Gilles Perret’s “La Ferme des Bertrand” is something of a rarity in French film: a tale of rural success for three generations of a family of dairy farmers. Its release next week has acquired added resonance as farmers across France rise up in protest at taxes, costs and regulations they say are killing their livelihoods.
In his seminal trilogy “Profils paysans”, Raymond Depardon followed octogenarian farmers and herdsmen scraping a living in remote areas blighted by the rural exodus. Others have investigated the damage wrought by intensive farming and the agrochemical industry, with their trail of livelihoods wrecked and family farms pushed into bankruptcy.
French farmers now number fewer than half a million, a fraction of their postwar total. But their fading world still occupies an outsized place in the national psyche, infused with nostalgia for France’s rural past and tinged with guilt at the hardship experienced by so many.
“La Ferme des Bertrand”, which opens in French cinemas next week, tells a different story: that of a dairy farm’s successful transition to modernity under three generations of the same family.
Its aim is not to belittle or ignore the struggle of others, says Perret, who wrote the film with his partner Marion Richoux, but to showcase an agriculture that is both viable and appealing, and deeply respectful of the environment.
Economic success, human failure
Early on in the film, we meet a trio of shirtless brothers smashing stones with sledgehammers to build the foundation of their future milking parlour. Their lean, muscular bodies hint at an austere life of back-breaking toil and frugality.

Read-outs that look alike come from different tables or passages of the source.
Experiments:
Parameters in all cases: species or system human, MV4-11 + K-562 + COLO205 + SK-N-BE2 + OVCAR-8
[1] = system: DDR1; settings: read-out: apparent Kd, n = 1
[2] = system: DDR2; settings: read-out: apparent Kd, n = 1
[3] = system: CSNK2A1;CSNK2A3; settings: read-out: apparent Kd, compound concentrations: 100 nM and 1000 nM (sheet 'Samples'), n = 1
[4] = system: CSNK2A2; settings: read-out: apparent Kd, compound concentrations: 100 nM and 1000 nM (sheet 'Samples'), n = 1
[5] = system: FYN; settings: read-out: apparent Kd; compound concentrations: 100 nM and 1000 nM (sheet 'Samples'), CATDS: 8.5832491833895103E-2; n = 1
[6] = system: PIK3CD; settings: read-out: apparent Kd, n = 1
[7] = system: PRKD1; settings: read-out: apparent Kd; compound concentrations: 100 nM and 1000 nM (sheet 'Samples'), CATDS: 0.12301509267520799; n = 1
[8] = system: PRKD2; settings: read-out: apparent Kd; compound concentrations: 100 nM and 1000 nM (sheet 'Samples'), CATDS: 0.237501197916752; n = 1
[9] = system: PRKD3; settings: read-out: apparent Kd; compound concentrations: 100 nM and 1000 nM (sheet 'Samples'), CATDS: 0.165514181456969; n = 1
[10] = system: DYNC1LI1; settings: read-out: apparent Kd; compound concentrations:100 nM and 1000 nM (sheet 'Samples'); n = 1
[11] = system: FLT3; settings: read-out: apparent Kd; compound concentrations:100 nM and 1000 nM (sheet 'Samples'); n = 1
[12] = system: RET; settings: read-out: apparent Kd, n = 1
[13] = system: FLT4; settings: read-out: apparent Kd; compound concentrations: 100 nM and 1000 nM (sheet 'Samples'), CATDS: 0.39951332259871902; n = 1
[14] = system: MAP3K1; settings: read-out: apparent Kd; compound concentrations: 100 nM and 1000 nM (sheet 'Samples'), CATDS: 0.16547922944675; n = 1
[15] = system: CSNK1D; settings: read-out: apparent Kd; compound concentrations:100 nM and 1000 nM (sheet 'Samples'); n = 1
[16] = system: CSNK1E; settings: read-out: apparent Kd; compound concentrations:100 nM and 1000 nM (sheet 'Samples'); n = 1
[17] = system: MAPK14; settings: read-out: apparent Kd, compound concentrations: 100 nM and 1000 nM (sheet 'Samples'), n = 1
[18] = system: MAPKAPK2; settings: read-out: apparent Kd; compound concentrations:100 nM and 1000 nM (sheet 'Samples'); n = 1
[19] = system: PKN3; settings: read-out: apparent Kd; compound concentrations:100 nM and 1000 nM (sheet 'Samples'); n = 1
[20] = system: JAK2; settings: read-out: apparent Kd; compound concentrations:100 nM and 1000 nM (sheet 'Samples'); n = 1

The black-and-white footage is taken from a 1972 documentary shot by France’s national broadcaster in the Alpine hamlet where Perret grew up, a few steps away from the dairy farm run by the Bertrand brothers.
Twenty-five years later, Perret borrowed a camera to film the same trio as they prepared to pass the farm on to their nephew and his wife. He resumed filming another quarter of a century later, with a third generation of Bertrands now at the helm, before merging the three epochs into a fascinating chronicle of half a century of rural resilience and adaptation.
When they pass the baton in 1997, the three brothers leave behind a healthy business but at a steep cost: all three have remained bachelors, casting aside their personal aspirations to stay tied to their land and cattle throughout a lifetime of personal sacrifice.
As the mustachioed André, the film’s standout character, says in a sobering reflection, their story is one of “economic success and human failure”.
It takes a third generation of the Bertrand family to finally strike a healthier balance between work and family life, aided by an impressive array of machines that has changed the nature of their work beyond recognition.
“The youngsters barely do any manual work nowadays,” mutters André, hunched over his stick, still soldiering on in the film’s most recent footage. “But they sure know a thing or two about machines.”
A protected bubble
André and his brothers provide many of the film’s most endearing scenes, whether expertly wielding a sickle, massaging a chicken, or calling each of their one hundred cows by name.
But Perret’s film does not indulge in nostalgia for a bygone era. It opens with a shot of a brand-new milking machine, which the retiring Hélène, from the second generation of the Bertrand family, jokingly introduces as her “replacement” – one that will make her son’s work less tiring and repetitive.